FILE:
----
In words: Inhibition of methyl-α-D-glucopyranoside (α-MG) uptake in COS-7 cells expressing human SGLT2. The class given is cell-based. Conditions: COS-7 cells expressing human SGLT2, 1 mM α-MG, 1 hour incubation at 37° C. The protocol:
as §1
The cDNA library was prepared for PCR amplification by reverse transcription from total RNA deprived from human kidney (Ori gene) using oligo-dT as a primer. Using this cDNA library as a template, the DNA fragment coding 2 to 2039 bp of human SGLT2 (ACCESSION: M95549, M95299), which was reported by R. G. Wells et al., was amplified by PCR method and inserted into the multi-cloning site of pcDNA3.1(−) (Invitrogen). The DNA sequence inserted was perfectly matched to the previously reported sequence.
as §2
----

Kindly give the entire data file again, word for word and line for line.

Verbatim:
In words: Inhibition of methyl-α-D-glucopyranoside (α-MG) uptake in COS-7 cells expressing human SGLT2. The class given is cell-based. Conditions: COS-7 cells expressing human SGLT2, 1 mM α-MG, 1 hour incubation at 37° C. The protocol:
as §1
The cDNA library was prepared for PCR amplification by reverse transcription from total RNA deprived from human kidney (Ori gene) using oligo-dT as a primer. Using this cDNA library as a template, the DNA fragment coding 2 to 2039 bp of human SGLT2 (ACCESSION: M95549, M95299), which was reported by R. G. Wells et al., was amplified by PCR method and inserted into the multi-cloning site of pcDNA3.1(−) (Invitrogen). The DNA sequence inserted was perfectly matched to the previously reported sequence.
as §2